by Peter G. Furth and Milad Tahmasebi
At unsignalized intersections, crossing islands make it so much safer and easier for pedestrians to cross the street. They can also deliver many other benefits, including slowing through traffic, slowing turning traffic, and reducing pedestrian exposure, especially on 2-lane collectors and minor arterials where a crossing island creates horizontal deflection. Nevertheless, traditional practice in the US (unlike in Europe) rarely uses crossing islands on 2-lane roads. (Here’s a welcome exception, in Cambridge, MA, and a blog post about it.) Road designers are concerned — will large vehicles such as school buses and firetrucks be able to turn? Will a left-turning car block the intersection? Will there still be room for the bike lane? How much parking will have to be removed?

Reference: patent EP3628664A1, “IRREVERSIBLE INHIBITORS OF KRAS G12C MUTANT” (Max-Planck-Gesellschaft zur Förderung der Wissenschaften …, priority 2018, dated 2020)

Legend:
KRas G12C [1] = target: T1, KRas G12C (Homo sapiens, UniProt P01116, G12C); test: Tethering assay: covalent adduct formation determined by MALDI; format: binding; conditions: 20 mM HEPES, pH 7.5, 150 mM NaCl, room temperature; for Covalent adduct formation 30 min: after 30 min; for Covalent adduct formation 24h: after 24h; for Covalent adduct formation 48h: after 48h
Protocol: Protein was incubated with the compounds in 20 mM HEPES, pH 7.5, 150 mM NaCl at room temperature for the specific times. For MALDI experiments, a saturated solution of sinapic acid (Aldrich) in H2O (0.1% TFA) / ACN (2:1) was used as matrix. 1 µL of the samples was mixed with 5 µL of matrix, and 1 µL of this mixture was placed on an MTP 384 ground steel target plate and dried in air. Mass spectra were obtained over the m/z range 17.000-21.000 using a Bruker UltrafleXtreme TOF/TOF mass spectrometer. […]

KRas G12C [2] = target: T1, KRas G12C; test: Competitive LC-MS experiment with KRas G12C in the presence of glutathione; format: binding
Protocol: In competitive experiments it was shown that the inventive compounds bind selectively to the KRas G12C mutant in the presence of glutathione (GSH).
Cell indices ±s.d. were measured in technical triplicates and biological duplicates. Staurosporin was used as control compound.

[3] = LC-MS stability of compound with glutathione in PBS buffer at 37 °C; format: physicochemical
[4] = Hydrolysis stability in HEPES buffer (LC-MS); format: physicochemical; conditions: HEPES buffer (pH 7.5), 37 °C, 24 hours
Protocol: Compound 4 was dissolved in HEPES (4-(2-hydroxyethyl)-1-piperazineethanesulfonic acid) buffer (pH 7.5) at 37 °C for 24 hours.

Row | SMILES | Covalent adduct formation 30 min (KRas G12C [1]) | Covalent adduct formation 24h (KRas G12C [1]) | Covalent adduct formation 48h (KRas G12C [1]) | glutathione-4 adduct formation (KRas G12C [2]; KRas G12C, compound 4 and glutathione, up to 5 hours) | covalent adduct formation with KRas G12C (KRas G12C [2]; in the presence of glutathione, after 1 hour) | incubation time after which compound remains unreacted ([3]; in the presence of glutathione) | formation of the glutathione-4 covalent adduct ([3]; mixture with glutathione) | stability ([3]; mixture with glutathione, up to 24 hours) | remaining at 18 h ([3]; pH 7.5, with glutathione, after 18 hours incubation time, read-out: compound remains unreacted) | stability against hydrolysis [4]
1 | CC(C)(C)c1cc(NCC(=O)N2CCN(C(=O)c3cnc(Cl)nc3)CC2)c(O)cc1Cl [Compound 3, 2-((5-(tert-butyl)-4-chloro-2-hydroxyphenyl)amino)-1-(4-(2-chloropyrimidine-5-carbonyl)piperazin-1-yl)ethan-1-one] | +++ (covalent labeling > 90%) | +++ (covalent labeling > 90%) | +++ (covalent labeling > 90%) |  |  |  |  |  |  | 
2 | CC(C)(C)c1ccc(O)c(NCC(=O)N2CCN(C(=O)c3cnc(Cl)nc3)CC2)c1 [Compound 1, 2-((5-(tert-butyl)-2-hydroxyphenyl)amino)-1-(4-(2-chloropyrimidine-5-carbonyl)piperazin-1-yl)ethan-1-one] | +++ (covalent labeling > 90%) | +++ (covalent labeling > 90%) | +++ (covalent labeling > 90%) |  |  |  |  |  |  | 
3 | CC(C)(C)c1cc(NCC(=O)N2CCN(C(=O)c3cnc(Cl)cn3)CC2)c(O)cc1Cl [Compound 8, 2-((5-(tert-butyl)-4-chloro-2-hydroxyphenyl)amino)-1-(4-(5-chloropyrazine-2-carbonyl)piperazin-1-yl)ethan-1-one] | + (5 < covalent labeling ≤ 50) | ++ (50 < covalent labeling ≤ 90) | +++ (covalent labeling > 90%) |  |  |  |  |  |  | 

To answer these questions, we made designs for hypothetical intersections of a 2-lane collector and a local street, testing three layouts for the minor arterial. Here are the designs, all calibrated to have just the right deflection to slow through traffic to 20 mph:
40 ft wide, parking on both sides:
44 ft wide, parking on both sides, conventional bike lanes
44 ft wide, parking on one side, protected bike lanes
For each design, we did a geometric analysis using turning templates to ensure that large vehicles can turn, to measure the radius (and hence, speed) of cars turning left onto the local street, etc. Here are the drawings for that geometric analysis.
Conclusion: In all cases, large vehicles can turn, cars can turn left without blocking through traffic, and bike facilities continue without interruption. Vehicle speeds are reduced for both through traffic and left-turning traffic, and pedestrian exposure declines. The following table summarizes the performance of these designs.
This research was supported by the Helen and William Mazer Foundation, and has been reported in a paper scheduled to be published by Transportation Research Record.